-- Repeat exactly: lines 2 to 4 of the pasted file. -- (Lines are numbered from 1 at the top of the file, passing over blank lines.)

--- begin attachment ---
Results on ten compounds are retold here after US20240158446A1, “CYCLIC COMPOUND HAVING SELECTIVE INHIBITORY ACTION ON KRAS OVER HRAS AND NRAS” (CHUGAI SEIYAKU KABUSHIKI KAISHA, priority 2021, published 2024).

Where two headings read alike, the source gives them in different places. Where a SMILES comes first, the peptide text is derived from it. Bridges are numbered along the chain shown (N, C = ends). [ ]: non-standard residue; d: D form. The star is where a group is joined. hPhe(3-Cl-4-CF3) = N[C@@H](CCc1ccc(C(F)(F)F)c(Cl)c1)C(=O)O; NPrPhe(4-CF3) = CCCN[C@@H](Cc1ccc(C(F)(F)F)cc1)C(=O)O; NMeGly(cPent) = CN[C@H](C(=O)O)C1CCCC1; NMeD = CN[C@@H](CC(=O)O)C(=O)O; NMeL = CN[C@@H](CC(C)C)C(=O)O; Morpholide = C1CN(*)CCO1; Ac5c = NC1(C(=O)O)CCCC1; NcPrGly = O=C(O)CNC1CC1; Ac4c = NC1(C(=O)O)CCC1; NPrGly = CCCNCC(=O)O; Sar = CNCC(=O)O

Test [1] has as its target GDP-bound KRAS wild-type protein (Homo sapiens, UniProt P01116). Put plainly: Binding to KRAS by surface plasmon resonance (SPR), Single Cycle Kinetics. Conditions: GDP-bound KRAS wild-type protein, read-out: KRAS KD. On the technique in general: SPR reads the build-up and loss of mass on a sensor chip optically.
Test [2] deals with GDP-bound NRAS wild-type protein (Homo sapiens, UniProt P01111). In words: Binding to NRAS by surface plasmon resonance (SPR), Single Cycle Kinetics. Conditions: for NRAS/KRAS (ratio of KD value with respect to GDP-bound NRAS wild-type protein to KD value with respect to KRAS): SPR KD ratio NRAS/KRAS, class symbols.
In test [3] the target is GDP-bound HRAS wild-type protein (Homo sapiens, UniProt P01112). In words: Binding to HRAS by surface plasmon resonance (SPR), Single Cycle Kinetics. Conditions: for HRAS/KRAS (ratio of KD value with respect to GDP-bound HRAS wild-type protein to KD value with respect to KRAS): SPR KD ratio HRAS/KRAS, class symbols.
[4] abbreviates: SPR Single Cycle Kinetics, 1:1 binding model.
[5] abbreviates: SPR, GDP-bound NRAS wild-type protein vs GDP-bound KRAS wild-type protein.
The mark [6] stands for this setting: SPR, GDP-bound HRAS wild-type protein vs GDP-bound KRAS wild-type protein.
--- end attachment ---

Where two headings read alike, the source gives them in different places. Where a SMILES comes first, the peptide text is derived from it. Bridges are numbered along the chain shown (N, C = ends). [ ]: non-standard residue; d: D form. The star is where a group is joined. hPhe(3-Cl-4-CF3) = N[C@@H](CCc1ccc(C(F)(F)F)c(Cl)c1)C(=O)O; NPrPhe(4-CF3) = CCCN[C@@H](Cc1ccc(C(F)(F)F)cc1)C(=O)O; NMeGly(cPent) = CN[C@H](C(=O)O)C1CCCC1; NMeD = CN[C@@H](CC(=O)O)C(=O)O; NMeL = CN[C@@H](CC(C)C)C(=O)O; Morpholide = C1CN(*)CCO1; Ac5c = NC1(C(=O)O)CCCC1; NcPrGly = O=C(O)CNC1CC1; Ac4c = NC1(C(=O)O)CCC1; NPrGly = CCCNCC(=O)O; Sar = CNCC(=O)O

Test [1] has as its target GDP-bound KRAS wild-type protein (Homo sapiens, UniProt P01116). Put plainly: Binding to KRAS by surface plasmon resonance (SPR), Single Cycle Kinetics. Conditions: GDP-bound KRAS wild-type protein, read-out: KRAS KD. On the technique in general: SPR reads the build-up and loss of mass on a sensor chip optically.
Test [2] deals with GDP-bound NRAS wild-type protein (Homo sapiens, UniProt P01111). In words: Binding to NRAS by surface plasmon resonance (SPR), Single Cycle Kinetics. Conditions: for NRAS/KRAS (ratio of KD value with respect to GDP-bound NRAS wild-type protein to KD value with respect to KRAS): SPR KD ratio NRAS/KRAS, class symbols.